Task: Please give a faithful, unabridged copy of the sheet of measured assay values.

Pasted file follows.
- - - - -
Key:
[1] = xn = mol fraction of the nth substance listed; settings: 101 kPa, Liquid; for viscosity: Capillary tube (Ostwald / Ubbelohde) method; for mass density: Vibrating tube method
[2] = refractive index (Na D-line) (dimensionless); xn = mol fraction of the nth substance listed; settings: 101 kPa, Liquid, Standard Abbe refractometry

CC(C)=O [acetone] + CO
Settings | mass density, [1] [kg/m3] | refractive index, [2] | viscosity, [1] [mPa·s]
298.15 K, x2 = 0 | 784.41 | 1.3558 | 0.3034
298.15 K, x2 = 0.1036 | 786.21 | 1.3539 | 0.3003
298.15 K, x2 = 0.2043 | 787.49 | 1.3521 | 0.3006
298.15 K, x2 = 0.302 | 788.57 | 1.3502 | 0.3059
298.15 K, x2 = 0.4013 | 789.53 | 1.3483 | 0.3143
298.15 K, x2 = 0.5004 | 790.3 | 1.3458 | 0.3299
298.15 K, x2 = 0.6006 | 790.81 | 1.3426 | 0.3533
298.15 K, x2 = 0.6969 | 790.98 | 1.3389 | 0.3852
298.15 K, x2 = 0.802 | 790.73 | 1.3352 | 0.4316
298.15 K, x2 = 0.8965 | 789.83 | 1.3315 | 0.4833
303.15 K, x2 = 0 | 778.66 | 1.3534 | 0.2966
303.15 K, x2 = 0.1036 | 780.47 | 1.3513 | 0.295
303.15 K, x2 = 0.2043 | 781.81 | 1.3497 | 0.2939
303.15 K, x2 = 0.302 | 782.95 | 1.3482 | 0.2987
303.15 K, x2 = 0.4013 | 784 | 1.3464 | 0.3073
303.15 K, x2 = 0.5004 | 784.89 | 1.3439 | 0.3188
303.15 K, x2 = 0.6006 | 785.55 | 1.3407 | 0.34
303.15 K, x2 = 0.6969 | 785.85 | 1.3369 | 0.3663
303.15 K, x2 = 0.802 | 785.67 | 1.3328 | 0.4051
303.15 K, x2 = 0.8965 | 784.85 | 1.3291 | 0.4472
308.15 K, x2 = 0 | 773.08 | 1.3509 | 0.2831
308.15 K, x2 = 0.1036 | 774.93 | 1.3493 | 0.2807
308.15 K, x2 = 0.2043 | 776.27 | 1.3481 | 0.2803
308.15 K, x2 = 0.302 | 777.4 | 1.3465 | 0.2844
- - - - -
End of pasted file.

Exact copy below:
Key:
[1] = xn = mol fraction of the nth substance listed; settings: 101 kPa, Liquid; for viscosity: Capillary tube (Ostwald / Ubbelohde) method; for mass density: Vibrating tube method
[2] = refractive index (Na D-line) (dimensionless); xn = mol fraction of the nth substance listed; settings: 101 kPa, Liquid, Standard Abbe refractometry

CC(C)=O [acetone] + CO
Settings | mass density, [1] [kg/m3] | refractive index, [2] | viscosity, [1] [mPa·s]
298.15 K, x2 = 0 | 784.41 | 1.3558 | 0.3034
298.15 K, x2 = 0.1036 | 786.21 | 1.3539 | 0.3003
298.15 K, x2 = 0.2043 | 787.49 | 1.3521 | 0.3006
298.15 K, x2 = 0.302 | 788.57 | 1.3502 | 0.3059
298.15 K, x2 = 0.4013 | 789.53 | 1.3483 | 0.3143
298.15 K, x2 = 0.5004 | 790.3 | 1.3458 | 0.3299
298.15 K, x2 = 0.6006 | 790.81 | 1.3426 | 0.3533
298.15 K, x2 = 0.6969 | 790.98 | 1.3389 | 0.3852
298.15 K, x2 = 0.802 | 790.73 | 1.3352 | 0.4316
298.15 K, x2 = 0.8965 | 789.83 | 1.3315 | 0.4833
303.15 K, x2 = 0 | 778.66 | 1.3534 | 0.2966
303.15 K, x2 = 0.1036 | 780.47 | 1.3513 | 0.295
303.15 K, x2 = 0.2043 | 781.81 | 1.3497 | 0.2939
303.15 K, x2 = 0.302 | 782.95 | 1.3482 | 0.2987
303.15 K, x2 = 0.4013 | 784 | 1.3464 | 0.3073
303.15 K, x2 = 0.5004 | 784.89 | 1.3439 | 0.3188
303.15 K, x2 = 0.6006 | 785.55 | 1.3407 | 0.34
303.15 K, x2 = 0.6969 | 785.85 | 1.3369 | 0.3663
303.15 K, x2 = 0.802 | 785.67 | 1.3328 | 0.4051
303.15 K, x2 = 0.8965 | 784.85 | 1.3291 | 0.4472
308.15 K, x2 = 0 | 773.08 | 1.3509 | 0.2831
308.15 K, x2 = 0.1036 | 774.93 | 1.3493 | 0.2807
308.15 K, x2 = 0.2043 | 776.27 | 1.3481 | 0.2803
308.15 K, x2 = 0.302 | 777.4 | 1.3465 | 0.2844